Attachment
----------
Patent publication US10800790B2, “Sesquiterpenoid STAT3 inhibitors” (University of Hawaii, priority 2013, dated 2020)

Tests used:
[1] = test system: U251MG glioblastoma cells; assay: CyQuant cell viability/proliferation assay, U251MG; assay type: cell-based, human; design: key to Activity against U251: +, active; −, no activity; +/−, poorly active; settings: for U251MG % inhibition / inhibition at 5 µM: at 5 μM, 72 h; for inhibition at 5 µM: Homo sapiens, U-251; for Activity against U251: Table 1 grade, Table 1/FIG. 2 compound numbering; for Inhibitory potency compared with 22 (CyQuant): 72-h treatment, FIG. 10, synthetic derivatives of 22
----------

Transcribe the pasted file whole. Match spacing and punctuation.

Patent publication US10800790B2, “Sesquiterpenoid STAT3 inhibitors” (University of Hawaii, priority 2013, dated 2020)

Tests used:
[1] = test system: U251MG glioblastoma cells; assay: CyQuant cell viability/proliferation assay, U251MG; assay type: cell-based, human; design: key to Activity against U251: +, active; −, no activity; +/−, poorly active; settings: for U251MG % inhibition / inhibition at 5 µM: at 5 μM, 72 h; for inhibition at 5 µM: Homo sapiens, U-251; for Activity against U251: Table 1 grade, Table 1/FIG. 2 compound numbering; for Inhibitory potency compared with 22 (CyQuant): 72-h treatment, FIG. 10, synthetic derivatives of 22